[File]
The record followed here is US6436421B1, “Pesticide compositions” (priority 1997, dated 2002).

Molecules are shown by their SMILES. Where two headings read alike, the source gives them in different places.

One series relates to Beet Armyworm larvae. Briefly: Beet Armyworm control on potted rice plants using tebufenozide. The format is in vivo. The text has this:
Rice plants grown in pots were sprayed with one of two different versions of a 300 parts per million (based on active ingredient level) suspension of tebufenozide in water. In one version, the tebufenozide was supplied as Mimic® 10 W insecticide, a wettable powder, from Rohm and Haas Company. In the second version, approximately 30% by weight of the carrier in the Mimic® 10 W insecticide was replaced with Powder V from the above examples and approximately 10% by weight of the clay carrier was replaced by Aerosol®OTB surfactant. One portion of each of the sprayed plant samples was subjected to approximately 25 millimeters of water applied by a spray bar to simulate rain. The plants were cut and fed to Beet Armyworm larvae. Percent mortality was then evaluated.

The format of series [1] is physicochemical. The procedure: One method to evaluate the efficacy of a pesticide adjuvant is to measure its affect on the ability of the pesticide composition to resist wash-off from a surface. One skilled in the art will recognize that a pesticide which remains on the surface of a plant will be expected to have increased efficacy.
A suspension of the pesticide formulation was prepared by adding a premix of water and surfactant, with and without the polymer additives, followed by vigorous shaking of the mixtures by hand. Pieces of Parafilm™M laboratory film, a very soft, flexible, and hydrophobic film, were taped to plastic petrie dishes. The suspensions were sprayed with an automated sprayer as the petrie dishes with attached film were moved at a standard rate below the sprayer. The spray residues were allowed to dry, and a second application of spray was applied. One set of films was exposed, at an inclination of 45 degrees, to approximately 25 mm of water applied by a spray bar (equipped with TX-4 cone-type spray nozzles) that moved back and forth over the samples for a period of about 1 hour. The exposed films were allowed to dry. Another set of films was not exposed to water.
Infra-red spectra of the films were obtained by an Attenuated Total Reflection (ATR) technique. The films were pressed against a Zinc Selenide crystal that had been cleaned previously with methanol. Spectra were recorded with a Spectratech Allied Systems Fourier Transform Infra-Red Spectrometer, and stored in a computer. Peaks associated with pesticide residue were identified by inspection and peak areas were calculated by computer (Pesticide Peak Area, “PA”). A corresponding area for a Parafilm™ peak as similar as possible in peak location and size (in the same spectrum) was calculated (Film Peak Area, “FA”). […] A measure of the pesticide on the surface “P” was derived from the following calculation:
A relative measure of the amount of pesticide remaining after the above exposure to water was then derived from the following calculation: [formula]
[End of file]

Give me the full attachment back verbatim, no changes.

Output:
The record followed here is US6436421B1, “Pesticide compositions” (priority 1997, dated 2002).

Molecules are shown by their SMILES. Where two headings read alike, the source gives them in different places.

One series relates to Beet Armyworm larvae. Briefly: Beet Armyworm control on potted rice plants using tebufenozide. The format is in vivo. The text has this:
Rice plants grown in pots were sprayed with one of two different versions of a 300 parts per million (based on active ingredient level) suspension of tebufenozide in water. In one version, the tebufenozide was supplied as Mimic® 10 W insecticide, a wettable powder, from Rohm and Haas Company. In the second version, approximately 30% by weight of the carrier in the Mimic® 10 W insecticide was replaced with Powder V from the above examples and approximately 10% by weight of the clay carrier was replaced by Aerosol®OTB surfactant. One portion of each of the sprayed plant samples was subjected to approximately 25 millimeters of water applied by a spray bar to simulate rain. The plants were cut and fed to Beet Armyworm larvae. Percent mortality was then evaluated.

The format of series [1] is physicochemical. The procedure: One method to evaluate the efficacy of a pesticide adjuvant is to measure its affect on the ability of the pesticide composition to resist wash-off from a surface. One skilled in the art will recognize that a pesticide which remains on the surface of a plant will be expected to have increased efficacy.
A suspension of the pesticide formulation was prepared by adding a premix of water and surfactant, with and without the polymer additives, followed by vigorous shaking of the mixtures by hand. Pieces of Parafilm™M laboratory film, a very soft, flexible, and hydrophobic film, were taped to plastic petrie dishes. The suspensions were sprayed with an automated sprayer as the petrie dishes with attached film were moved at a standard rate below the sprayer. The spray residues were allowed to dry, and a second application of spray was applied. One set of films was exposed, at an inclination of 45 degrees, to approximately 25 mm of water applied by a spray bar (equipped with TX-4 cone-type spray nozzles) that moved back and forth over the samples for a period of about 1 hour. The exposed films were allowed to dry. Another set of films was not exposed to water.
Infra-red spectra of the films were obtained by an Attenuated Total Reflection (ATR) technique. The films were pressed against a Zinc Selenide crystal that had been cleaned previously with methanol. Spectra were recorded with a Spectratech Allied Systems Fourier Transform Infra-Red Spectrometer, and stored in a computer. Peaks associated with pesticide residue were identified by inspection and peak areas were calculated by computer (Pesticide Peak Area, “PA”). A corresponding area for a Parafilm™ peak as similar as possible in peak location and size (in the same spectrum) was calculated (Film Peak Area, “FA”). […] A measure of the pesticide on the surface “P” was derived from the following calculation:
A relative measure of the amount of pesticide remaining after the above exposure to water was then derived from the following calculation: [formula]